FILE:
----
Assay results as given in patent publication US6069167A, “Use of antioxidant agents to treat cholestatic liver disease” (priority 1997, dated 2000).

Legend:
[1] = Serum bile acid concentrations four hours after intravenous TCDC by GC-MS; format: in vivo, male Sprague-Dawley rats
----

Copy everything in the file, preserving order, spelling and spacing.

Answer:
Assay results as given in patent publication US6069167A, “Use of antioxidant agents to treat cholestatic liver disease” (priority 1997, dated 2000).

Legend:
[1] = Serum bile acid concentrations four hours after intravenous TCDC by GC-MS; format: in vivo, male Sprague-Dawley rats